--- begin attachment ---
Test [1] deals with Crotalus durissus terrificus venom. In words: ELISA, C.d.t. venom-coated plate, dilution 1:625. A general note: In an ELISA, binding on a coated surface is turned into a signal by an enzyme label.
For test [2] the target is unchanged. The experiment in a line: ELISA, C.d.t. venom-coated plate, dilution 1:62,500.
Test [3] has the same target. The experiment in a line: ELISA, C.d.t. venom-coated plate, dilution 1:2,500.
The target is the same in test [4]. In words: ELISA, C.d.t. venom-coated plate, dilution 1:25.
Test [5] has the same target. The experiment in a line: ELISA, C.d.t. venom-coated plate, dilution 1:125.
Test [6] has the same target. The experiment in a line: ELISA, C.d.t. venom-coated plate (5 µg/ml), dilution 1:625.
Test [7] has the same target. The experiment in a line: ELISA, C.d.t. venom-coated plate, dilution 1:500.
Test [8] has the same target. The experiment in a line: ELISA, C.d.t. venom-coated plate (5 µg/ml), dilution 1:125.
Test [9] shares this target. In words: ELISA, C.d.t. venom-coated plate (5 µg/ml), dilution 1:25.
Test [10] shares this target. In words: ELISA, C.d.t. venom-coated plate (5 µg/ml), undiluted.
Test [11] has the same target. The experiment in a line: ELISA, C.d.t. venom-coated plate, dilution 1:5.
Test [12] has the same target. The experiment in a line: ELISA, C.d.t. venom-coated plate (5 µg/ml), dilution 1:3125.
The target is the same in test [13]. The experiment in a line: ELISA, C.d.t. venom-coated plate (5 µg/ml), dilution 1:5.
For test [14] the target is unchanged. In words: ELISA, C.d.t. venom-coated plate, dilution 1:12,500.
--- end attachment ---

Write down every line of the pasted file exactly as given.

Test [1] deals with Crotalus durissus terrificus venom. In words: ELISA, C.d.t. venom-coated plate, dilution 1:625. A general note: In an ELISA, binding on a coated surface is turned into a signal by an enzyme label.
For test [2] the target is unchanged. The experiment in a line: ELISA, C.d.t. venom-coated plate, dilution 1:62,500.
Test [3] has the same target. The experiment in a line: ELISA, C.d.t. venom-coated plate, dilution 1:2,500.
The target is the same in test [4]. In words: ELISA, C.d.t. venom-coated plate, dilution 1:25.
Test [5] has the same target. The experiment in a line: ELISA, C.d.t. venom-coated plate, dilution 1:125.
Test [6] has the same target. The experiment in a line: ELISA, C.d.t. venom-coated plate (5 µg/ml), dilution 1:625.
Test [7] has the same target. The experiment in a line: ELISA, C.d.t. venom-coated plate, dilution 1:500.
Test [8] has the same target. The experiment in a line: ELISA, C.d.t. venom-coated plate (5 µg/ml), dilution 1:125.
Test [9] shares this target. In words: ELISA, C.d.t. venom-coated plate (5 µg/ml), dilution 1:25.
Test [10] shares this target. In words: ELISA, C.d.t. venom-coated plate (5 µg/ml), undiluted.
Test [11] has the same target. The experiment in a line: ELISA, C.d.t. venom-coated plate, dilution 1:5.
Test [12] has the same target. The experiment in a line: ELISA, C.d.t. venom-coated plate (5 µg/ml), dilution 1:3125.
The target is the same in test [13]. The experiment in a line: ELISA, C.d.t. venom-coated plate (5 µg/ml), dilution 1:5.
For test [14] the target is unchanged. In words: ELISA, C.d.t. venom-coated plate, dilution 1:12,500.